April 28, 2012
New federal mercury-reduction regulations may force Indianapolis Power & Light to spend nearly $1 billion to upgrade its coal-fired electric plants scattered around Indiana. Duke Energy is mulling everything from plant upgrades to shutting down older units.
New federal mercury-reduction regulations may force Indianapolis Power & Light to spend nearly $1 billion to upgrade its coal-fired electric plants scattered around Indiana. Duke Energy, another big utility in the state that expects to be affected, is mulling everything from plant upgrades to shutting down older units.
The new regulations will hit Indiana harder than any other state because of its heavy reliance on pollution-belching, coal-fired plants. That dependence on low-cost coal has long allowed Indiana to have among the lowest electric rates in the nation. However, the investments needed to cut emissions could narrow the gap.
IPL’s Harding Street plant generates 25 percent of the utility’s power, with its plant in Petersburg accounting for 68 percent of the utility’s generation. The plants could receive the bulk of the $500 million to $900 million IPL plans to spend to meet new regulations.(IBJ file photo)
The fallout from the regulations hit IPL on April 18 when Fitch Ratings downgraded the utility’s credit, noting that IPL may need to spend up to $900 million between now and 2016 to comply with the new Environmental Protection Agency mandates.
IPL is still working on its plan, although it likely will include installing new devices at its Harding Street and Petersburg coal-powered generating stations.
The pollution-control measures could mean annual rate increases of 2 percent to 3 percent for residential customers over the next several years, IPL spokeswoman Crystal Livers-Powers said.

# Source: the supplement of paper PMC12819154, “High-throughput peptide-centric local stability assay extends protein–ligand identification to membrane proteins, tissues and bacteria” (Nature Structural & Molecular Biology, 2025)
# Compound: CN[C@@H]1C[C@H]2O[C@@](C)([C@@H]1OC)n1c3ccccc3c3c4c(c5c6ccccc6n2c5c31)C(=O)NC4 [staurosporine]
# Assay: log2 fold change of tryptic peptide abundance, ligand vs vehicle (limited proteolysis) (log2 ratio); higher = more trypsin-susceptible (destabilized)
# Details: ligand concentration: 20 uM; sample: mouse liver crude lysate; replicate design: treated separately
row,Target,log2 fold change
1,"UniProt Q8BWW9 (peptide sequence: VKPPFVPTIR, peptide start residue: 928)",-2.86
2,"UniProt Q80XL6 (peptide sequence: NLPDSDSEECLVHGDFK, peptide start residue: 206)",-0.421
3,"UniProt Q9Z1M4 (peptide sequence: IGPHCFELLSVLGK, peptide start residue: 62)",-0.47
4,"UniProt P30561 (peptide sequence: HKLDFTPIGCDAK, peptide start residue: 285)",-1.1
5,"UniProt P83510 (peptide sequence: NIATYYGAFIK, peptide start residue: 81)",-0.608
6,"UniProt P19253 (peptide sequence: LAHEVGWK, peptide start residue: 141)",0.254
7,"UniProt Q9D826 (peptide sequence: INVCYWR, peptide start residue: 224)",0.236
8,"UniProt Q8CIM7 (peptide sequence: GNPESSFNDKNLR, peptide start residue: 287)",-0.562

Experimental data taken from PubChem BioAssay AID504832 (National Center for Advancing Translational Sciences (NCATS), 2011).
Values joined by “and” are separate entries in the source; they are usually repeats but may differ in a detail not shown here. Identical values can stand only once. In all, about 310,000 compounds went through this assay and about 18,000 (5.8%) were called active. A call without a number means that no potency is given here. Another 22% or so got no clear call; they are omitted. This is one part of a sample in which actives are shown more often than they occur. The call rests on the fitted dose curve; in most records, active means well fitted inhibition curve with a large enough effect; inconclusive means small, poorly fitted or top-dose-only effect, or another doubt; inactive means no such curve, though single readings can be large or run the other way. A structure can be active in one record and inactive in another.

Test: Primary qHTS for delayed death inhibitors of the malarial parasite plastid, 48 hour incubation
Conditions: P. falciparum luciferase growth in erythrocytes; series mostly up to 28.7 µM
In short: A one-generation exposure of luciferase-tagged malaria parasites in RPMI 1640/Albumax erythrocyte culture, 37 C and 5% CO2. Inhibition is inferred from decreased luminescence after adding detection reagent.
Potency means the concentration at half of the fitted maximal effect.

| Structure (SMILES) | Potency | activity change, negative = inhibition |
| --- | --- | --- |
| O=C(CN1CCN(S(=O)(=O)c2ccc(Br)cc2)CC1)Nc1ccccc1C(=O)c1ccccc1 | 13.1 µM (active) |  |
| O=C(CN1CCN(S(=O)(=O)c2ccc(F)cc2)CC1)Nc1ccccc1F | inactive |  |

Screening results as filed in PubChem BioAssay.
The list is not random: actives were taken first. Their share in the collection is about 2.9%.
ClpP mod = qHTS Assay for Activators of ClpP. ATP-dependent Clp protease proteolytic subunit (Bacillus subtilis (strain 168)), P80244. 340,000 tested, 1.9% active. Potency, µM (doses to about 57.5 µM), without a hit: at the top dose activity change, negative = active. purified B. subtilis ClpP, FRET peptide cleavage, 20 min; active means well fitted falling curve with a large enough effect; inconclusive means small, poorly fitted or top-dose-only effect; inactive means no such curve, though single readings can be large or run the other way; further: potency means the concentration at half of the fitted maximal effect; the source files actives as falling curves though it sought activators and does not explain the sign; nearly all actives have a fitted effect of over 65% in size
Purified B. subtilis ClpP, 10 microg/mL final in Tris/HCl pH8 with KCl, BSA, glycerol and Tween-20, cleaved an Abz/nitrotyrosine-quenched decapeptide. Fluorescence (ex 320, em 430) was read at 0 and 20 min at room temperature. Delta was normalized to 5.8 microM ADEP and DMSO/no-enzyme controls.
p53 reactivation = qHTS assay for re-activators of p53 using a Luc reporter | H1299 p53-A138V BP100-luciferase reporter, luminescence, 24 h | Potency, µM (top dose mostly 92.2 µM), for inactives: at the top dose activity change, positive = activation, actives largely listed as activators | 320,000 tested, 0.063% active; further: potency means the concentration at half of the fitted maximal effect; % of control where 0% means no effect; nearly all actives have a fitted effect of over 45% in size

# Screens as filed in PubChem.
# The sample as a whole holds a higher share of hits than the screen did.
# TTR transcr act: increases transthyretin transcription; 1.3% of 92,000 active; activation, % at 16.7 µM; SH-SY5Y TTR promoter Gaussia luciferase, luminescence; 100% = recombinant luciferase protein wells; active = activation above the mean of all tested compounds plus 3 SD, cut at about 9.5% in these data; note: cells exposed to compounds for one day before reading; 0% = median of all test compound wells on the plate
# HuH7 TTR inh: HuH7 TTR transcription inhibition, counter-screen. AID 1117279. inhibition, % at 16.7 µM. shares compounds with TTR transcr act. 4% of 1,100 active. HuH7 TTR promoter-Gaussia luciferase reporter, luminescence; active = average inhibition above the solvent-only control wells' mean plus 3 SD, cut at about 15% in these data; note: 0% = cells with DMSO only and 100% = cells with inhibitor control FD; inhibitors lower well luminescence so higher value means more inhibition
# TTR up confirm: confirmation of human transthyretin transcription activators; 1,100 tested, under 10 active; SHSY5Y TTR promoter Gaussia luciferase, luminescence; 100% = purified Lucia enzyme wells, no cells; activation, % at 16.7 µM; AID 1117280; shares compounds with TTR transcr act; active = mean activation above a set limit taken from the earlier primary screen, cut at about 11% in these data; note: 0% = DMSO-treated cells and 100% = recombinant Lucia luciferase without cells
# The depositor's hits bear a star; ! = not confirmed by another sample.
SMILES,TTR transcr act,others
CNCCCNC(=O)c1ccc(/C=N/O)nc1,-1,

It’s unclear at this point to what degree large industrial ratepayers will get hit by price increases. Their rates are hammered out before the Indiana Utility Regulatory Commission.
IPL is not alone. Duke Energy is looking at everything from plant upgrades to shutting down older units to buying a portion of its electricity from other providers. Around the state, Indiana’s coal-fired electric utilities will spend billions of dollars not only to comply with the new mercury measures but to contend with a parade of proposed rules that include further cuts in sulfur and nitrogen emissions.
Recently finalized and proposed EPA regulations prompted the State Utility Forecasting Group at Purdue University earlier this year to raise its projected increase in the price of electricity in Indiana over the next decade another 14 percent. That’s on top of the 20-percent jump it forecast last year.
Ahead of the tougher federal regulations, the state’s electric utilities in the last few years have succeeded at the Indiana General Assembly in getting new laws to help them more easily pass on environmental costs to ratepayers.
One measure, Senate Bill 251, dubbed the “Christmas tree wish list” for utilities, was passed last year. It allows utilities to pass on costs of certain clean-energy and EPA-compliance projects during the construction phase rather than after project completion.
Indeed, Fitch said the environmental costs’ negative effects on IPL’s credit metrics should be temporary, allowing it to recover by 2015. The utility principally serving Marion County will face other pressures on its credit, such as tepid growth in retail sales, lower wholesale pricing environment and high pension costs.
IPL said it spent $62 million last year on environmental expenditures—and $600 million over the last decade, including pollution devices for its Harding Street generating station, south of downtown.
Fitch’s downgrade, from BBB- to BB+, involves about $1.8 billion in debt.
The projected $500 million to $900 million in new capital spending is likely to consist of 55 percent debt and 45 percent equity, according to Fitch. IPL is owned by Virginia-based AES Corp.